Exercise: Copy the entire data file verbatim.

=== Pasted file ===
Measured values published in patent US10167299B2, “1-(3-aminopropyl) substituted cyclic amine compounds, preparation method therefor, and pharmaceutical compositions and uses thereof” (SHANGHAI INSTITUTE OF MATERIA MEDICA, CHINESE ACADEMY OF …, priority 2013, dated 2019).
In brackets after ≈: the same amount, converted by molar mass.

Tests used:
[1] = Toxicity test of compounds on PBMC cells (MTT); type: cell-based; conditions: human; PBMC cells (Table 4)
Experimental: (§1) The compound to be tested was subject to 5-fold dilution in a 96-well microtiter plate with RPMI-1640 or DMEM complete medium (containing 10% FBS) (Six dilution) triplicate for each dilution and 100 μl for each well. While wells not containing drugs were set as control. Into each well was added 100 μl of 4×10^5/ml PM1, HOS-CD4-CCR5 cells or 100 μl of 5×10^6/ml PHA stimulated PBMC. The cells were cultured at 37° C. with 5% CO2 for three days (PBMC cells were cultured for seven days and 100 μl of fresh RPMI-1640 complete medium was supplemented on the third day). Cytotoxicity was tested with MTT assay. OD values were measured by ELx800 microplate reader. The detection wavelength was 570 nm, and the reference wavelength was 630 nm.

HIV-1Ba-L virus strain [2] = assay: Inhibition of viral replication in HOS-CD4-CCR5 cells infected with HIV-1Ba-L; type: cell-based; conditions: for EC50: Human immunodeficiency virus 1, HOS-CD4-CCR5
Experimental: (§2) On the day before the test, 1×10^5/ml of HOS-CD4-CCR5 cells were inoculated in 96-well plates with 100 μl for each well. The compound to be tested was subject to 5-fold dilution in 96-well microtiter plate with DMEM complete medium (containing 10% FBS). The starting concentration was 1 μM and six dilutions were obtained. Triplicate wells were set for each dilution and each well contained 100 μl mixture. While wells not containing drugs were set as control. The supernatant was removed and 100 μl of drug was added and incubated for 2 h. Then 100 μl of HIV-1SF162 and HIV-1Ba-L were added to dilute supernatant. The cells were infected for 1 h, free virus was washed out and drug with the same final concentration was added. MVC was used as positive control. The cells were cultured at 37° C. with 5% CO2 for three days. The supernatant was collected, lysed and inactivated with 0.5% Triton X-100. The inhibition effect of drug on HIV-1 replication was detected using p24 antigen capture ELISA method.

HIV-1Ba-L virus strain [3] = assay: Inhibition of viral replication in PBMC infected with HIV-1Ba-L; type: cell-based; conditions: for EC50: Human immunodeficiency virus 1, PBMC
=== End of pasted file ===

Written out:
Measured values published in patent US10167299B2, “1-(3-aminopropyl) substituted cyclic amine compounds, preparation method therefor, and pharmaceutical compositions and uses thereof” (SHANGHAI INSTITUTE OF MATERIA MEDICA, CHINESE ACADEMY OF …, priority 2013, dated 2019).
In brackets after ≈: the same amount, converted by molar mass.

Tests used:
[1] = Toxicity test of compounds on PBMC cells (MTT); type: cell-based; conditions: human; PBMC cells (Table 4)
Experimental: (§1) The compound to be tested was subject to 5-fold dilution in a 96-well microtiter plate with RPMI-1640 or DMEM complete medium (containing 10% FBS) (Six dilution) triplicate for each dilution and 100 μl for each well. While wells not containing drugs were set as control. Into each well was added 100 μl of 4×10^5/ml PM1, HOS-CD4-CCR5 cells or 100 μl of 5×10^6/ml PHA stimulated PBMC. The cells were cultured at 37° C. with 5% CO2 for three days (PBMC cells were cultured for seven days and 100 μl of fresh RPMI-1640 complete medium was supplemented on the third day). Cytotoxicity was tested with MTT assay. OD values were measured by ELx800 microplate reader. The detection wavelength was 570 nm, and the reference wavelength was 630 nm.

HIV-1Ba-L virus strain [2] = assay: Inhibition of viral replication in HOS-CD4-CCR5 cells infected with HIV-1Ba-L; type: cell-based; conditions: for EC50: Human immunodeficiency virus 1, HOS-CD4-CCR5
Experimental: (§2) On the day before the test, 1×10^5/ml of HOS-CD4-CCR5 cells were inoculated in 96-well plates with 100 μl for each well. The compound to be tested was subject to 5-fold dilution in 96-well microtiter plate with DMEM complete medium (containing 10% FBS). The starting concentration was 1 μM and six dilutions were obtained. Triplicate wells were set for each dilution and each well contained 100 μl mixture. While wells not containing drugs were set as control. The supernatant was removed and 100 μl of drug was added and incubated for 2 h. Then 100 μl of HIV-1SF162 and HIV-1Ba-L were added to dilute supernatant. The cells were infected for 1 h, free virus was washed out and drug with the same final concentration was added. MVC was used as positive control. The cells were cultured at 37° C. with 5% CO2 for three days. The supernatant was collected, lysed and inactivated with 0.5% Triton X-100. The inhibition effect of drug on HIV-1 replication was detected using p24 antigen capture ELISA method.

HIV-1Ba-L virus strain [3] = assay: Inhibition of viral replication in PBMC infected with HIV-1Ba-L; type: cell-based; conditions: for EC50: Human immunodeficiency virus 1, PBMC